One. I think many of King’s early antagonists voices have become irrelevant. These golden oldies don’t like change and with the way the internet is the prime source of news nowadays, no one is reading their tired reviews about writers that no one is going to read except the elite much like them. Like it or not, things in this world have become a niche market. Thing is, these King haters held on as long as they could slamming his work every time King put something out (Harold Bloom comes to mind). But time and technology has slowly pushed their audience, voices and reach to the margins. They don’t have the clout they once had say in the 1980’s. Sure, King still has staunch haters out there that simply do not like his work. And that’s okay, because we are all entitled to our opinions. But let’s be honest here; how many of these elite reviewers over the years really read and gave King a chance? I’d say not many.

I have more respect for a reviewer that has actually read the work he is discussing and give it a chance with an open mind. I think King’s rep forced a lot of these old school reviewers from back in the 70’s and 80’s and hell, through the 90’s, to just look at the jacket synopsis and they’d write a review based off that. Not saying that it happened, but I think it did for those that hated his work that much. I can’t see these stuffy old folks sitting down and reading through Desperation.

Two. Another reason Stephen King’s work isn’t getting the negative feedback as it once did is because his writing has gotten a lot sharper and with deeper meaning. I guess this all came with age. I’d say from Carrie to The Dark Half, King was what I would call a gunslinger (yeah, I went there for all the DT fans). He just wrote like he was on fire and gave us some of the most awesome stories, both novels and shorts and novellas the literary world had ever seen. He was becoming what very few writers become: Successfully prolific. From Needful Things through Desperation, King was still giving us some great novels and shorts and novellas, but there was a maturity in his writing. That maturity I saw came in The Green Mile, Bag of Bones and with The Girl Who Loved Tom Gordon. That’s where I saw King beginning to get some age on him and start to get a little more profound with his work. Then his near fatal accident happened. And then came Dreamcatcher, a seemingly return to the gunslinger King. But as he healed both mentally and physically, he wrote meaningful books afterwards like Lisey’s Story, From A Buick 8, 11/22/63, Duma Key, a return to The Shining with Doctor Sleep just to show us all that he could still bring it, and even Under the Dome with a hardboiled detective novel, his first, Mr. Mercedes. King has shown us all that he can still come up with great stories, unforgettable characters and everyday situations that can turn bad on a dime. To me and I think to most fans and reviewers like myself, King’s best work lies in the last 21 years from The Green Mile to Revival. I love all of King’s work on some level or another, but I think he’s done a terrific job of keeping things fresh and new even though he’s been at this for over 40 years. And if you think it’s easy to keep things fresh after four decades, think again.stephen king pic

Three. I think another reason King’s work is better reviewed nowadays is because more of his fans are out there with technology at their fingertips. Now, thanks to the internet, you don’t have to be a newspaper columnist with your own section in the weekend paper to review things that you like. Now, if you hate or love something you can take it straight to your own blog or social media page and tell the world what you think. Stephen King blogs like mine I think are important because we’re fans first. Why else would we take all this time to write about something if we didn’t like it or that our heart wasn’t into? It’d be silly. Also, I feel that me and all these other Stephen King bloggers are helping to extend King’s past books by reviewing them our way. Let’s be honest here: Will King be popular in 50 years from now? Let’s see, I’ll be 88…ummm. I don’t know. Stephen King himself was asked which of his books he thought would still be popular 50 or 60 years from now. He replied The Stand, ‘Salem’s Lot and The Shining. I think there’s more than that that will be popular. But then again I don’t truly know. I bet people back in Mark Twain’s day thought he’d never be forgotten. But he nearly has if not for some of our public schools that still require his books as required reading. Twain isn’t totally gone out of sight, but he has to a degree because time goes on and people die and things are forgotten. It’s people like me and others that do blogs about King’s work, review the books that entertained us for decades hoping that a younger generation that has never read King stumbles upon our reviews and reads what we, the fans, have to say about this prolific and folksy and award winning author. Maybe we’re able to turn someone onto King’s work later on. Hopefully.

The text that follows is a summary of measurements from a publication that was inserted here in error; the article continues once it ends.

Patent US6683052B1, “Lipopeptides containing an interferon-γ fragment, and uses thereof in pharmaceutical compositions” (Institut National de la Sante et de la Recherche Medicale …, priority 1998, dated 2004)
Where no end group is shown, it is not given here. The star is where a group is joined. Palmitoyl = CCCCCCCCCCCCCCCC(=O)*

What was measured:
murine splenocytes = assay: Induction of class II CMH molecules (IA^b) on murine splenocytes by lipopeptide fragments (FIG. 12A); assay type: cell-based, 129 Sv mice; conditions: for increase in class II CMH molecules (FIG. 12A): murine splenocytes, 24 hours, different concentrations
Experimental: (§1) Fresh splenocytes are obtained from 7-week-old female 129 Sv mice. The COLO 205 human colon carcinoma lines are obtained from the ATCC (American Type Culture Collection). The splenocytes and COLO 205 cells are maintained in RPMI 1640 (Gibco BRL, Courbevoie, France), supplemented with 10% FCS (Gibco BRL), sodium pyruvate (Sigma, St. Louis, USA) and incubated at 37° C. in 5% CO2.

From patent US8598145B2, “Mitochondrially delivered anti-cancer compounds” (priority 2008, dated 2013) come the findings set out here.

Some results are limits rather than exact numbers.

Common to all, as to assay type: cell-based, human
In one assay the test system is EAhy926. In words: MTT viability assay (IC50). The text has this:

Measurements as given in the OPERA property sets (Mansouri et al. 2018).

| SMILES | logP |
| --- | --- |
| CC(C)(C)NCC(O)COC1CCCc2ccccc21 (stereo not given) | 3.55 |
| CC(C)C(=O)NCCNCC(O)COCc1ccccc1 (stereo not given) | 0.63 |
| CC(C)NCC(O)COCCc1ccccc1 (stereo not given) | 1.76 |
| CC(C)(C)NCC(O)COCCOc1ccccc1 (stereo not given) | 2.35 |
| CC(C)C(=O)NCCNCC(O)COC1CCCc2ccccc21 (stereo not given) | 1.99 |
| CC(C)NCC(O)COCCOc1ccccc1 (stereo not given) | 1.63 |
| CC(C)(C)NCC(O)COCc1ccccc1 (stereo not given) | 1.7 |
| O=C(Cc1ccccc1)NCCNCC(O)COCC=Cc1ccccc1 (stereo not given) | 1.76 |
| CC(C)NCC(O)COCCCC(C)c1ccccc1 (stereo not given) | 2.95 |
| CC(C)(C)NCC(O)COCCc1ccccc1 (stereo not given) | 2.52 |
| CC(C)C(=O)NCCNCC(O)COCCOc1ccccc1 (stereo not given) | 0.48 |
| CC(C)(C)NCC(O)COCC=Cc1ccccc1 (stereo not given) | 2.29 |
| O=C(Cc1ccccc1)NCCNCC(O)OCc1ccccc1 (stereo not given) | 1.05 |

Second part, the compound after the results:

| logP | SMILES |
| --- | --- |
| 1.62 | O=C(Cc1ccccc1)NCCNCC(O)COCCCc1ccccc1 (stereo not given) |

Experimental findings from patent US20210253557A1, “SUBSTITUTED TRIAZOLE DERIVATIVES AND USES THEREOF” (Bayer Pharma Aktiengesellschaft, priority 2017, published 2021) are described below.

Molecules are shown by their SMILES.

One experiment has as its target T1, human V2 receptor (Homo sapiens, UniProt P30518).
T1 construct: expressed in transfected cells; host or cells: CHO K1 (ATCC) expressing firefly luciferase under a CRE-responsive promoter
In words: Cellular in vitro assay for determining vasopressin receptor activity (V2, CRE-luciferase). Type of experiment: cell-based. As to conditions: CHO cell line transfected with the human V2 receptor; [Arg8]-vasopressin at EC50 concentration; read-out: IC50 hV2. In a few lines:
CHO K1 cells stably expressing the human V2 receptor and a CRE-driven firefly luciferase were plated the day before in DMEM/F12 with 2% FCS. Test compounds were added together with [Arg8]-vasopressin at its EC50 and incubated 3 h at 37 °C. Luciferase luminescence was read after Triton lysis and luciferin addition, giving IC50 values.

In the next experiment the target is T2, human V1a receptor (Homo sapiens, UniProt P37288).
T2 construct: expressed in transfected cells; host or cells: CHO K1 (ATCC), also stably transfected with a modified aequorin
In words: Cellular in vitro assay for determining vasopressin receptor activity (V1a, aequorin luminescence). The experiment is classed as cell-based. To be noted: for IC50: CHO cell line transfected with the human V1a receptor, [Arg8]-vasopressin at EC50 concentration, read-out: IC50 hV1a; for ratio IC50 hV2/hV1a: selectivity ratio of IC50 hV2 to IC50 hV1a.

People have their own opinions when it comes to things. Stephen King’s writing over his career is not different. At the end of the day it comes down to preference. I got that. But I can stomach someone that reads King and gives him a bad review as long as they read his work, not what’s inside the flap.

I don’t give every Stephen King novel or short I read a rubber stamped 5/5. I can’t do that; because not all his books and stories are that. He knows that and so do all his fans and reviewers. But to me there is something that works in every King tale; something that makes us keep reading on even though it isn’t our cup of tea at the moment. It comes down to trusting his narrative and his voice. I have since I was 12 way back in 1990.

It’s true, King has written some not so good shorts, novellas and novels. In 40 years he’s bound to write some bad ones. However, with that being said, I’d still rather read his worst story than another writer’s best…it’s Stephen King’s voice that has always kept me coming back. He’s like an old friend I sit with that likes to tell stories. And there’s a comfort in that I think; bad reviews be damned…